Other Imaging Modalities in the Assessment of Arrhythmogenic Right Ventricular Cardiomyopathy

Fig. 17.1
Biventricular involvement in a patient with arrhythmogenic right ventricular cardiomyopathy (ARVC) seen as fatty infiltration of both ventricles: T1-weighted (a) and fat-saturated (b) short-axis images. Note the extensive hyperintensity of RV walls in the T1-weighted image, suppressed (dark) at the fat-saturation image. An area of fatty infiltration is also present at the intraventricular septum (IVS) (arrows), and small spotty hyperintense areas in the left ventricular (LV) free walls

These findings were initially encouraging. However, CMR image interpretation for assessing fatty infiltration is difficult, and a significant proportion of patients have nondiagnostic scans [6]—even with state-of-the-art clinical CMR protocols—due to coil proximity and motion artifacts [7, 8], thus leading to misdiagnosis of ARVC [9]. In addition, fatty infiltration is frequently observed in CMR examinations from normal and obese individuals and in patients with clinical conditions that are not linked to ARVC [1012]. Accordingly, fatty infiltration assessed by CMR was not included in the original [13] or revised diagnostic Task Force Criteria for ARVC [14].

17.2.2 Late Gadolinium Enhancement

Late gadolinium enhancement (LGE) of the RV wall was reported in various studies in ARVC patients and correlated with fibrofatty changes, inducible ventricular tachycardia (VT), and severe RV dysfunction confirmed on biopsy [1519]. LGE was also described in the LV, particularly in familial forms with desmoplakin mutations, which exhibit a phenotype of left-dominant arrhythmogenic cardiomyopathy (LDAC) [20, 21].

17.2.3 Cine CMR

Cine CMR with gradient recall echo (GRE) or steady-state free precession (SSFP) sequences may be used to assess RV volumes in ARVC with good interobserver correlation (r = 0.90 for LV, and r = 0.89 for RV volumes) [3]. Quantitative RV evaluation by CMR may have a high sensitivity and specificity for ARVC diagnosis [22]. Cine CMR is also useful in assessing wall motion. RV morphological abnormalities found at cine CMR are important findings in ARVC and are frequently found in the midcavity and basal regions of the RV [2326] (Fig. 17.2, Clips 17.1 and 17.2). Regional functional abnormalities correlate with areas of signal abnormality, and the association of both types of abnormality is more suggestive of ARVC than either of them alone [27]. Cine-CMR-derived quantitative [end-diastolic and end-systolic volumes and ejection fraction (EF)] and qualitative (WMA) parameters are highly reproducible [28].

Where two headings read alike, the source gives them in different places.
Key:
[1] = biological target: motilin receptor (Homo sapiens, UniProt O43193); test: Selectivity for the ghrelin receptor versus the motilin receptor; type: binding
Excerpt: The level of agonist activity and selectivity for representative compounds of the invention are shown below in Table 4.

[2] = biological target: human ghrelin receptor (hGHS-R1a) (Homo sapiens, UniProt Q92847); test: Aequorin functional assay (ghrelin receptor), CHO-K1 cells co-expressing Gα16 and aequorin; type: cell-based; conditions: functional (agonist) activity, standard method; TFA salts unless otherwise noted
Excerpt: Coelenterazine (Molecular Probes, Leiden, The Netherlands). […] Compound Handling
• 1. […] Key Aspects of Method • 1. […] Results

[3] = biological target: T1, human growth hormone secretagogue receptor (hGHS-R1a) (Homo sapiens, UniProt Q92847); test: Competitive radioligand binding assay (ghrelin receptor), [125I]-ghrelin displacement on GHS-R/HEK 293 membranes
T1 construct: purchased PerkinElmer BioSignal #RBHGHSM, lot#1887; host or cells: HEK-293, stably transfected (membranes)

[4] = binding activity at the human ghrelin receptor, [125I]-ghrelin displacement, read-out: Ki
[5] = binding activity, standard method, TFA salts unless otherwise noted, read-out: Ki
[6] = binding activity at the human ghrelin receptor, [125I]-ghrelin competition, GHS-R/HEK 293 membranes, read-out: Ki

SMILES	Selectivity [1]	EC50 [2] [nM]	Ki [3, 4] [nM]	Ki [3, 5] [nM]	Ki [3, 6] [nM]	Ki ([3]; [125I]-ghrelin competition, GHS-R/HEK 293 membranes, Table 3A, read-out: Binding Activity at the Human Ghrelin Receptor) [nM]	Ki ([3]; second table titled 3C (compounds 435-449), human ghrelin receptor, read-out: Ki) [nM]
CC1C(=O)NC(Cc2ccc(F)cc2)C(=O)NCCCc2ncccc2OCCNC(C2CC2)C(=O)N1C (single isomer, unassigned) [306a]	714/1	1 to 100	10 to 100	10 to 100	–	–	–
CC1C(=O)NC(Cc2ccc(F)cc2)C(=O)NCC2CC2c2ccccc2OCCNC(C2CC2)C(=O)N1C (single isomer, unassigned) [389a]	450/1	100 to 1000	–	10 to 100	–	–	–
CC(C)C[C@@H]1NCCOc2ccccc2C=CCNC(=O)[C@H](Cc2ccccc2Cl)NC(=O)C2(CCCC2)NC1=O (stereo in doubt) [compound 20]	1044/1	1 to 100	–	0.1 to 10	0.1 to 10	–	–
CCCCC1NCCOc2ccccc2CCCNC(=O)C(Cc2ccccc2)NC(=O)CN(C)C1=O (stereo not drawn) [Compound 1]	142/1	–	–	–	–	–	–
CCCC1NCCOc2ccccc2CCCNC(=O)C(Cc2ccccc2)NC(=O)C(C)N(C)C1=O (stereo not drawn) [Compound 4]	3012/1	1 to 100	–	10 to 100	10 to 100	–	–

Fig. 17.2
Biventricular wall motion abnormalities (WMA) in a patient with arrhythmogenic right ventricular cardiomyopathy (ARVC) and left ventricular (LV) involvement seen at steady-state free precession (SSFP) imaging. End-diastole (a, c), end-systole (b, d). Four-chamber off-axis (a, b), and short-axis (c, d) slices. Note RV end-systolic bulging areas in b and d (arrows). Apical LV hypokinesis is also present

17.2.4 Left Ventricular Involvement

CMR assessment of LV involvement using volume analysis and LGE imaging is integral to delineation of distinct patterns of disease expression [29]. Correlation of electrocardiogram (ECG), arrhythmia, and CMR findings in ARVC patients revealed three patterns of disease expression: (1) classic, with isolated RV disease or LV involvement in association with significant RV impairment; (2) LDAC, with early and prominent LV manifestations and relatively mild right-sided disease; (3) biventricular, characterized by parallel involvement of both ventricles. In the well-recognized classic form of the disease, LV LGE is observed in the setting of global RV dysfunction, with a predilection for the inferolateral wall and the inferior wall–septal junction, consistent with reports from pathological series [29, 30]. LV dilation may also occur, but the RV is consistently more severely affected. LV LGE in ARVC is commonly found in a subepicardial or midwall distribution, in concordance with the pattern of fibrofatty substitution observed on histopathology, and is distinct from the subendocardial involvement characteristic of ischemic heart disease [29]. A study using cardiac-tagged CMR to measure regional circumferential strain showed that ARVC is associated with regional LV dysfunction, which appears to parallel the degree of RV dysfunction [31].

17.2.5 Diagnostic Accuracy of Cardiac Magnetic Resonance

CMR is a valuable component of the diagnostic workup for ARVC. Sensitivity and specificity of 100 and 29 %, respectively, are reported in patients fulfilling Task Force Criteria, and 96 and 78 %, respectively, in genotyped individuals when the exam is performed with a dedicated protocol by experienced specialists [21]. Combining multiple diagnostic criteria for ARVC yields the highest diagnostic accuracy [32].